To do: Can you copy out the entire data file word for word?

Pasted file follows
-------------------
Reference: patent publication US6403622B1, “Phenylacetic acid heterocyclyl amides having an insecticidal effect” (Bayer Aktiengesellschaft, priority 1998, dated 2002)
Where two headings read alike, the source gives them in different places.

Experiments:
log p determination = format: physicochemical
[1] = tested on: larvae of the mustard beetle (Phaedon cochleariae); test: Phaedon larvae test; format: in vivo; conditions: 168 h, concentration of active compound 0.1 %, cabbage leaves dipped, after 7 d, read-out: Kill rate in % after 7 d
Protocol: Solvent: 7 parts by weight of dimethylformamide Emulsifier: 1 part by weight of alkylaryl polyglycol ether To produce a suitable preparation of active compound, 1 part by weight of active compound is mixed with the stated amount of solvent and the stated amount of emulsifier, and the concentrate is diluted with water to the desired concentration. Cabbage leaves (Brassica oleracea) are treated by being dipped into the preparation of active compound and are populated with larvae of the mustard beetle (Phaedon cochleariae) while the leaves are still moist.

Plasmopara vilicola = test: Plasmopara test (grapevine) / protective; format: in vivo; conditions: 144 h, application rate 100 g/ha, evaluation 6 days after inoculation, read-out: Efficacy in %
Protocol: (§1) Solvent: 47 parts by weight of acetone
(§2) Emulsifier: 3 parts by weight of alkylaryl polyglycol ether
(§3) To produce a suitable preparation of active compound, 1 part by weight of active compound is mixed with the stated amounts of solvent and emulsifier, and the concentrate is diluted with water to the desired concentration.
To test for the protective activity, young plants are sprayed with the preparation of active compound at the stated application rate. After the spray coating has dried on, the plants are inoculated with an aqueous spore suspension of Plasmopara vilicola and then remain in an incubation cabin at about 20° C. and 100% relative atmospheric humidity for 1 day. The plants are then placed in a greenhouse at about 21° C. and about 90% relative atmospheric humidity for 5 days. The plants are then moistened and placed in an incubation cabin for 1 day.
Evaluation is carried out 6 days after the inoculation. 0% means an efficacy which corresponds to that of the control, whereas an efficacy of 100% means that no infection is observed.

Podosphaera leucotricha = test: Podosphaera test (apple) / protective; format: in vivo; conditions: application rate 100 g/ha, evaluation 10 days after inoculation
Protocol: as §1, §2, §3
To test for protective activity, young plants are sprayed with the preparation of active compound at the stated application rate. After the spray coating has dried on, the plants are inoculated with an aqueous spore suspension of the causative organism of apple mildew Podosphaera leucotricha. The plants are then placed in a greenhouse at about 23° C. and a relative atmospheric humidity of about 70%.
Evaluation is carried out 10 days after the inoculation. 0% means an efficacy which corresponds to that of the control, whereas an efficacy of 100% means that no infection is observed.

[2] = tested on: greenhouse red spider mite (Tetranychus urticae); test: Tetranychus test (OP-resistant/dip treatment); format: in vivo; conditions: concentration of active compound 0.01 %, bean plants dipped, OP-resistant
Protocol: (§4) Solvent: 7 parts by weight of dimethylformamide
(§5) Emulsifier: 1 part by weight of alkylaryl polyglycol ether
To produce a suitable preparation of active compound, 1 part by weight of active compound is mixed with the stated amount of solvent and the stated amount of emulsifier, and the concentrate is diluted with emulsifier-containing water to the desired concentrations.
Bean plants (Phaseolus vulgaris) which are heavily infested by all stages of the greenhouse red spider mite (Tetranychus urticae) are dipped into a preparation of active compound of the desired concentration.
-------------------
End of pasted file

Reference: patent publication US6403622B1, “Phenylacetic acid heterocyclyl amides having an insecticidal effect” (Bayer Aktiengesellschaft, priority 1998, dated 2002)
Where two headings read alike, the source gives them in different places.

Experiments:
log p determination = format: physicochemical
[1] = tested on: larvae of the mustard beetle (Phaedon cochleariae); test: Phaedon larvae test; format: in vivo; conditions: 168 h, concentration of active compound 0.1 %, cabbage leaves dipped, after 7 d, read-out: Kill rate in % after 7 d
Protocol: Solvent: 7 parts by weight of dimethylformamide Emulsifier: 1 part by weight of alkylaryl polyglycol ether To produce a suitable preparation of active compound, 1 part by weight of active compound is mixed with the stated amount of solvent and the stated amount of emulsifier, and the concentrate is diluted with water to the desired concentration. Cabbage leaves (Brassica oleracea) are treated by being dipped into the preparation of active compound and are populated with larvae of the mustard beetle (Phaedon cochleariae) while the leaves are still moist.

Plasmopara vilicola = test: Plasmopara test (grapevine) / protective; format: in vivo; conditions: 144 h, application rate 100 g/ha, evaluation 6 days after inoculation, read-out: Efficacy in %
Protocol: (§1) Solvent: 47 parts by weight of acetone
(§2) Emulsifier: 3 parts by weight of alkylaryl polyglycol ether
(§3) To produce a suitable preparation of active compound, 1 part by weight of active compound is mixed with the stated amounts of solvent and emulsifier, and the concentrate is diluted with water to the desired concentration.
To test for the protective activity, young plants are sprayed with the preparation of active compound at the stated application rate. After the spray coating has dried on, the plants are inoculated with an aqueous spore suspension of Plasmopara vilicola and then remain in an incubation cabin at about 20° C. and 100% relative atmospheric humidity for 1 day. The plants are then placed in a greenhouse at about 21° C. and about 90% relative atmospheric humidity for 5 days. The plants are then moistened and placed in an incubation cabin for 1 day.
Evaluation is carried out 6 days after the inoculation. 0% means an efficacy which corresponds to that of the control, whereas an efficacy of 100% means that no infection is observed.

Podosphaera leucotricha = test: Podosphaera test (apple) / protective; format: in vivo; conditions: application rate 100 g/ha, evaluation 10 days after inoculation
Protocol: as §1, §2, §3
To test for protective activity, young plants are sprayed with the preparation of active compound at the stated application rate. After the spray coating has dried on, the plants are inoculated with an aqueous spore suspension of the causative organism of apple mildew Podosphaera leucotricha. The plants are then placed in a greenhouse at about 23° C. and a relative atmospheric humidity of about 70%.
Evaluation is carried out 10 days after the inoculation. 0% means an efficacy which corresponds to that of the control, whereas an efficacy of 100% means that no infection is observed.

[2] = tested on: greenhouse red spider mite (Tetranychus urticae); test: Tetranychus test (OP-resistant/dip treatment); format: in vivo; conditions: concentration of active compound 0.01 %, bean plants dipped, OP-resistant
Protocol: (§4) Solvent: 7 parts by weight of dimethylformamide
(§5) Emulsifier: 1 part by weight of alkylaryl polyglycol ether
To produce a suitable preparation of active compound, 1 part by weight of active compound is mixed with the stated amount of solvent and the stated amount of emulsifier, and the concentrate is diluted with emulsifier-containing water to the desired concentrations.
Bean plants (Phaseolus vulgaris) which are heavily infested by all stages of the greenhouse red spider mite (Tetranychus urticae) are dipped into a preparation of active compound of the desired concentration.